The term Brazilian conjures rather limited images for us over here: a certain type of bikini wax, football, type of nut, samba... but there's more, so much more. The Barbican is hosting a mega three month festival, presenting and celebrating Tropicalia , the movement that shaped Brazilian style, sound and art from the late 1960s onwards. The breif guide to Tropicalia from the introduction to the programme is as follows:
The Tropicália movement was a passionate and intelligently articulated response to military dictatorship and the ultimate counter-cultural statement - a true revolution that re-defined Brazilian arts and re-shaped Brazilian identity. It was to be a brief explosion of cultural transformation and upheaval, spanning a period of no more than five years, from 1967 to 1972. Some would say that it ended only a year after it began, with Caetano Veloso and Gilberto Gil’s arrest in December 1968. What is clear is that Tropicália changed Brazil forever.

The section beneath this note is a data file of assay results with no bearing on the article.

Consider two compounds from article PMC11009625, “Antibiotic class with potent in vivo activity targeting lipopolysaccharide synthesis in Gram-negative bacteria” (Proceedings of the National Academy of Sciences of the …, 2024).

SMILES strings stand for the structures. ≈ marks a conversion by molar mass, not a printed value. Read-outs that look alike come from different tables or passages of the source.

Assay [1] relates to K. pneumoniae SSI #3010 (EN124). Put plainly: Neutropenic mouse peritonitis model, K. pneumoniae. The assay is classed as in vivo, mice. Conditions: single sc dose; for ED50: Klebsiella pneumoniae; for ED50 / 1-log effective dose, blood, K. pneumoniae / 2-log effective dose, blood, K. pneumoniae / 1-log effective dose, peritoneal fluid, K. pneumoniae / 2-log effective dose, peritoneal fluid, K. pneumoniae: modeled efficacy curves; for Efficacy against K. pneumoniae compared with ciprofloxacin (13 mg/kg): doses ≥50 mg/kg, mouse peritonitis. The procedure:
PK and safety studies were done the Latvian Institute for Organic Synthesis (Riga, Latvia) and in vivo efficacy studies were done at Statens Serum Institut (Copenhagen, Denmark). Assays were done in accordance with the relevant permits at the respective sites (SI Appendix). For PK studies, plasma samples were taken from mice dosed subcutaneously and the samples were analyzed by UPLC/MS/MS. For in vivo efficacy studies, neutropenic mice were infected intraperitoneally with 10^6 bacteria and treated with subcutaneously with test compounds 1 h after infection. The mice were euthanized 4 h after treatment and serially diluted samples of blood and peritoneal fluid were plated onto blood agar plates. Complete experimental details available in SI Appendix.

In the programme, the main exhibition of over 250 items ranging from album covers to fashion, documentaries to theatre sets and TV explores not only the movement itself but also its relation to the urban and political surroundings of late 1960s Brazil and the present day. There are also contributions and collections from contemporary artists who continue to be influenced by the movement. Accompanying talks, films and live music will feature throughout the three month festival.
Keep an eye out for the two performances by AfroReggae, a band who mix the beat of the favela, the shanty-town sound with the exotic sounding influences of Tropicalismo, mangue beat, Paulista rap, samba-reggae, capoeira and carioca funk. Workshops include samba sessions that allow participants to use masks and costumes from the main exhibition - open to children and adults. Films are still being confirmed for the programme but what's lined up already is looking good.
For the latest information on Tropicalia and to book tickets, please go to the dedicated Tropicalia site here.